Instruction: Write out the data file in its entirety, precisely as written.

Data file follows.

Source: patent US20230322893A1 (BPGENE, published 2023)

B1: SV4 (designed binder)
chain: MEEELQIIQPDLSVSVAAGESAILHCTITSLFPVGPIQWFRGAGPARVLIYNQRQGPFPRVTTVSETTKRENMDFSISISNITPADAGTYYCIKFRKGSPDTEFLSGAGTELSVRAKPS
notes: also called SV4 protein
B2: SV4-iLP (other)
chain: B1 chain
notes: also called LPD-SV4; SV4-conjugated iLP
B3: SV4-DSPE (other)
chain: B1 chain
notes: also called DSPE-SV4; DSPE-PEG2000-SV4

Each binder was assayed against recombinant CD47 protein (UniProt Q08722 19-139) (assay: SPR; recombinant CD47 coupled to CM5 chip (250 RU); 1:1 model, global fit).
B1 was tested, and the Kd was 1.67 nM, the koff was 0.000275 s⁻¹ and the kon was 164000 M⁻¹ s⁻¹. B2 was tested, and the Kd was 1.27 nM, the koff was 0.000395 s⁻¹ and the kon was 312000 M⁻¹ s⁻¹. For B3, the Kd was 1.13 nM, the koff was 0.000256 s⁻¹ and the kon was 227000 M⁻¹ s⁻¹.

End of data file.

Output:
Source: patent US20230322893A1 (BPGENE, published 2023)

B1: SV4 (designed binder)
chain: MEEELQIIQPDLSVSVAAGESAILHCTITSLFPVGPIQWFRGAGPARVLIYNQRQGPFPRVTTVSETTKRENMDFSISISNITPADAGTYYCIKFRKGSPDTEFLSGAGTELSVRAKPS
notes: also called SV4 protein
B2: SV4-iLP (other)
chain: B1 chain
notes: also called LPD-SV4; SV4-conjugated iLP
B3: SV4-DSPE (other)
chain: B1 chain
notes: also called DSPE-SV4; DSPE-PEG2000-SV4

Each binder was assayed against recombinant CD47 protein (UniProt Q08722 19-139) (assay: SPR; recombinant CD47 coupled to CM5 chip (250 RU); 1:1 model, global fit).
B1 was tested, and the Kd was 1.67 nM, the koff was 0.000275 s⁻¹ and the kon was 164000 M⁻¹ s⁻¹. B2 was tested, and the Kd was 1.27 nM, the koff was 0.000395 s⁻¹ and the kon was 312000 M⁻¹ s⁻¹. For B3, the Kd was 1.13 nM, the koff was 0.000256 s⁻¹ and the kon was 227000 M⁻¹ s⁻¹.